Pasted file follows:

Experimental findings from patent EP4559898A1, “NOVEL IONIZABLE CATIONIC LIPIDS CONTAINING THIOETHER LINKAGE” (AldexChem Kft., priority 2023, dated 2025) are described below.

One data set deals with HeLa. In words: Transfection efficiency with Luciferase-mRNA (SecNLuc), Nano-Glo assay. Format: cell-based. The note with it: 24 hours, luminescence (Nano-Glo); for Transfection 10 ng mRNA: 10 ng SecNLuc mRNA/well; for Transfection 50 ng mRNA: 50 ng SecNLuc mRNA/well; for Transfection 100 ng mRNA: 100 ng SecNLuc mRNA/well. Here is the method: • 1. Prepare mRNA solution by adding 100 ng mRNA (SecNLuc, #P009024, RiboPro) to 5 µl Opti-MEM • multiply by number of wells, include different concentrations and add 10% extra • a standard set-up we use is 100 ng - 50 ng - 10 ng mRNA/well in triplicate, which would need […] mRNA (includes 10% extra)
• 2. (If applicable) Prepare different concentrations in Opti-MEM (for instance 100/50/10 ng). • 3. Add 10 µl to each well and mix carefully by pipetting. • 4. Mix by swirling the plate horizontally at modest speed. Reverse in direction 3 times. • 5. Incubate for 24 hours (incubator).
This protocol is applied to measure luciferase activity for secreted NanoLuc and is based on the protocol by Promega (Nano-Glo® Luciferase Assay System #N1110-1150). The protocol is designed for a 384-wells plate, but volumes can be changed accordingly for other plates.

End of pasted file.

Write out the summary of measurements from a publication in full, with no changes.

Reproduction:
Experimental findings from patent EP4559898A1, “NOVEL IONIZABLE CATIONIC LIPIDS CONTAINING THIOETHER LINKAGE” (AldexChem Kft., priority 2023, dated 2025) are described below.

One data set deals with HeLa. In words: Transfection efficiency with Luciferase-mRNA (SecNLuc), Nano-Glo assay. Format: cell-based. The note with it: 24 hours, luminescence (Nano-Glo); for Transfection 10 ng mRNA: 10 ng SecNLuc mRNA/well; for Transfection 50 ng mRNA: 50 ng SecNLuc mRNA/well; for Transfection 100 ng mRNA: 100 ng SecNLuc mRNA/well. Here is the method: • 1. Prepare mRNA solution by adding 100 ng mRNA (SecNLuc, #P009024, RiboPro) to 5 µl Opti-MEM • multiply by number of wells, include different concentrations and add 10% extra • a standard set-up we use is 100 ng - 50 ng - 10 ng mRNA/well in triplicate, which would need […] mRNA (includes 10% extra)
• 2. (If applicable) Prepare different concentrations in Opti-MEM (for instance 100/50/10 ng). • 3. Add 10 µl to each well and mix carefully by pipetting. • 4. Mix by swirling the plate horizontally at modest speed. Reverse in direction 3 times. • 5. Incubate for 24 hours (incubator).
This protocol is applied to measure luciferase activity for secreted NanoLuc and is based on the protocol by Promega (Nano-Glo® Luciferase Assay System #N1110-1150). The protocol is designed for a 384-wells plate, but volumes can be changed accordingly for other plates.